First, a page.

Many prosecutions take place when alleged victims do not want to support them. The police and the Crown Prosecution Service are aware of the many reasons for such lack of support and particularly in cases where the allegations relate to domestic...
Our approach to criminal appeals
Our appeals team will obtain your papers and investigate your conviction. We will identify and interview any relevant witnesses and, as appropriate, instruct leading experts. We have established an effective professional relationship with leading expert witnesses, not just in the UK but internationally. We will also instruct the most experienced and able counsel and have strong links with many of the leading barrister's chambers in the UK.
If you have already been unsuccessful in the Court of Appeal we will prepare an application to the CCRC arguing that your case should be referred by them back to the Court of Appeal. We are one of the most successful practices in the country at getting cases referred back to the Court of Appeal.
How does the criminal appeals process work?
Following a criminal conviction in the Crown Court, the solicitor and/or barrister will provide advice as to whether or not, they feel that a successful appeal can be put forward. If there are no grounds for an appeal then that advice will generally be verbal. If it is felt that there are grounds for an appeal against either the conviction, sentence or both, then the barrister (referred to as counsel) will prepare such an advice in writing along with those grounds.
The solicitor will complete the relevant forms (Form NG) and will submit all the paperwork to the convicting/sentencing court. The court will then forward the appeal application to the appellate court in London (where someone is appealing from the Crown Court this is usually the Criminal Court of Appeal, The Court of Appeal (Criminal Division) or the High Court).
Are there time limits when submitting an appeal?
A Crown Court appeal application usually has to be submitted within 28 days after the date of conviction or sentence. There are exceptions to this rule where a request can be made for the Court to allow an appeal ‘out of time’ (this is known as ‘Leave to Appeal out of Time’). This type of application must be justified and the full reasons why the application is out of time must be explained.
The application to appeal either the conviction and/or sentence is known as an application for ‘leave to appeal’ and that application is considered by a single appeal judge. The judge decides whether or not the application has a reasonable chance of succeeding. In other words, the single judge is there to filter out all of the applications that will probably end up being unsuccessful. All applications will go through this process and the single judge will always provide reasons for the decision in writing.
If an application for 'leave to appeal' is granted (by the single judge) the application will proceed to the ‘full court’. This is where the application will be heard in full, witnesses can give evidence and the reasons (known as arguments) can be advanced. The full court will then make its decision and the application will be granted or refused.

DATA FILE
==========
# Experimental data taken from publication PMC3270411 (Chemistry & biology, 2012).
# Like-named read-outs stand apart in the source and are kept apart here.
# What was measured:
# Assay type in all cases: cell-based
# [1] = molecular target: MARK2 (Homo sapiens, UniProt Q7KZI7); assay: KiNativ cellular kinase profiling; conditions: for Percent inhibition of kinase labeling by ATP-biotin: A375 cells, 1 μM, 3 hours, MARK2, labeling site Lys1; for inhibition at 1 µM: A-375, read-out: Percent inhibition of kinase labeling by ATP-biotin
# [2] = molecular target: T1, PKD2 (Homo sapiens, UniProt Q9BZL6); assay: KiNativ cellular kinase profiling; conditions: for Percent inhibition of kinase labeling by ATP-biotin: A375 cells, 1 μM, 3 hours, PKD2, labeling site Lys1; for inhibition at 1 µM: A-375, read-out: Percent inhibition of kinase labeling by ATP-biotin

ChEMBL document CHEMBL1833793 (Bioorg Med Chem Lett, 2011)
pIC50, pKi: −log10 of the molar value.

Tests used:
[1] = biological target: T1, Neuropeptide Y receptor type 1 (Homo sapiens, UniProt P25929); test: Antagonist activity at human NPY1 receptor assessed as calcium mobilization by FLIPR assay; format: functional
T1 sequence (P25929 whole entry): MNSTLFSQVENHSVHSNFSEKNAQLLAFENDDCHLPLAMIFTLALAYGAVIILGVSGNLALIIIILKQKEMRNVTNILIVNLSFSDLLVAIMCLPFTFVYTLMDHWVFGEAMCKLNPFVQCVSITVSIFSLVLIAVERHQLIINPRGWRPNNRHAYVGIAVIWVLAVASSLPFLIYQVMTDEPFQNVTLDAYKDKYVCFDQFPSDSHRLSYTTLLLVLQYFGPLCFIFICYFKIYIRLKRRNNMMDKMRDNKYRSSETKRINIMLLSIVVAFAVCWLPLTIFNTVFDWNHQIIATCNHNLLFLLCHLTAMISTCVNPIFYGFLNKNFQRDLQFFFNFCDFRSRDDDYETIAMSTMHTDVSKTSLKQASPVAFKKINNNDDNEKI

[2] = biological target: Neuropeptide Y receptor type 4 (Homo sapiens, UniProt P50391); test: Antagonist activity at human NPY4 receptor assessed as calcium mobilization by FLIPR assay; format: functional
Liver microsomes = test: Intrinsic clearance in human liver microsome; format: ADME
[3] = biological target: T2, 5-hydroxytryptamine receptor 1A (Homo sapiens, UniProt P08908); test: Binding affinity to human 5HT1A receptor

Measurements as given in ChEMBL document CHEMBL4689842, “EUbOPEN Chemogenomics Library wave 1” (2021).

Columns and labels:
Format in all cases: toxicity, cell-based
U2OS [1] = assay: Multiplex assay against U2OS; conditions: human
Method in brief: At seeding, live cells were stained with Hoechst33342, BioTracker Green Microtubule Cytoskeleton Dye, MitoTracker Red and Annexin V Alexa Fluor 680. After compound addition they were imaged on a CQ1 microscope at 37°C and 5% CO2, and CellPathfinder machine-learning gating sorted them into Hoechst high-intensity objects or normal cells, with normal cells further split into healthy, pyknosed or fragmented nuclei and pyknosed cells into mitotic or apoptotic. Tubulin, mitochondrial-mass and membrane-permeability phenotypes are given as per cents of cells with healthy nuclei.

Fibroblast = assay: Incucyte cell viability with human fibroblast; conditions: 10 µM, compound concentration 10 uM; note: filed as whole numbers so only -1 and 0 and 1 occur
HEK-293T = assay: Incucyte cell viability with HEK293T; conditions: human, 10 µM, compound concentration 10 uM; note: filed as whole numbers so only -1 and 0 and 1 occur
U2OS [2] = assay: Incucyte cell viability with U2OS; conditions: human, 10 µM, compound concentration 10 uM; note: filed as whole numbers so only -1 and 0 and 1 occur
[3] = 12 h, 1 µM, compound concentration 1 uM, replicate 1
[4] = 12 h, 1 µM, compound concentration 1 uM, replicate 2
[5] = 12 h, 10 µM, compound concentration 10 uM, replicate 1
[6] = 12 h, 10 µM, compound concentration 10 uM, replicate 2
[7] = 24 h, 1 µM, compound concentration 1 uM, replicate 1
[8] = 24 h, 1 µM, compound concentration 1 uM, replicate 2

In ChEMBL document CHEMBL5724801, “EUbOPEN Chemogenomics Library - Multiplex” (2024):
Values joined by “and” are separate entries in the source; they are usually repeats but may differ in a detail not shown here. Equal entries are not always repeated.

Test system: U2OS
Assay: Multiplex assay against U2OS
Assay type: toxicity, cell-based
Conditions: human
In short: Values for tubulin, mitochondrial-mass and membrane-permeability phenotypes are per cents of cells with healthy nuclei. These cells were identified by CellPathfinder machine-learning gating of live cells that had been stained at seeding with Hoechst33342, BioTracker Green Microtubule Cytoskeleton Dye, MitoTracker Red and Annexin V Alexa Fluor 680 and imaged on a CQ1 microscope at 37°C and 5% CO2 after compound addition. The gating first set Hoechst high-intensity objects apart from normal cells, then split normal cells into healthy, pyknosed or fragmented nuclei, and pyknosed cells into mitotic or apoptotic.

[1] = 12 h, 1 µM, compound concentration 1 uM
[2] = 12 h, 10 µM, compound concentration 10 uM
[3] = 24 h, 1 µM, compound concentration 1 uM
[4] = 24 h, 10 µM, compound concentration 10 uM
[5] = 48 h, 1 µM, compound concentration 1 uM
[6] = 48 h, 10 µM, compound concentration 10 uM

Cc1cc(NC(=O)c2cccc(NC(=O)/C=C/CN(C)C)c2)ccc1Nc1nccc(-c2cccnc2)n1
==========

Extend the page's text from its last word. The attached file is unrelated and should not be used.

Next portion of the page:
If the application/appeal is granted, there are a number of options open to the appellate court:
- In the case of an appeal against sentence, a reduction of sentence can be made
- In the case of an appeal against conviction, the court can ‘quash’ (overturn) the conviction completely or they can order a re-trial
No grounds of appeal
So what happens when the barrister or solicitor advises that there are no grounds of appeal against conviction or sentence? There are several choices open to you. Firstly, if you feel strongly that you have grounds to appeal, you can make an application yourself. You will need to obtain a copy of the application (Form NG) and fully set out your reasons.
Alternatively, a person who has been convicted can seek a second opinion from another lawyer. They need to write to a solicitor who will then send you some forms to sign called CDS1 and CDS2. Once the solicitor has these forms back, they will review your case.
The client’s reasons can be explored and he will receive a second opinion in writing.
If a solicitor thinks that the appeal may have a chance, they will begin to prepare and investigate the appeal properly, and also prepare justification for the application being out of time if it is longer than 28 days since sentence. This will be the same process whether it is out of time by a week or out of time by a year or longer.
Clients must be advised that all work undertaken under the advise and assistance scheme must be justified and satisfy both the financial eligibility test and the sufficient benefit test.
Rejected appeal applications
Single judge rejections
In the case where grounds of appeal has been rejected at the first stage there is an option available to request that the application is still put forward to the full court regardless. However, this option needs to be considered very carefully as it can carry harsh penalties if the appeal is ultimately refused. Such penalties include the potential for any time already spent in custody (up until the point of the refusal by the Court of Appeal) to not be counted as part of the sentence. In other word, there is a risk that you would have to start your sentence again from scratch. This is very unlikely to be the case if counsel advised that your application should still be put forward despite a rejection by the single judge.
Full court of appeal refusals
If an application reaches the full appellate court and is not successful, there are still options available should you disagree with the court’s decision. One such avenue is to submit an application to the Criminal Cases Review Commission (CCRC).
To speak to a member of our appeals team call us on 01616 966 229 or complete our online enquiry form and we will contact you directly.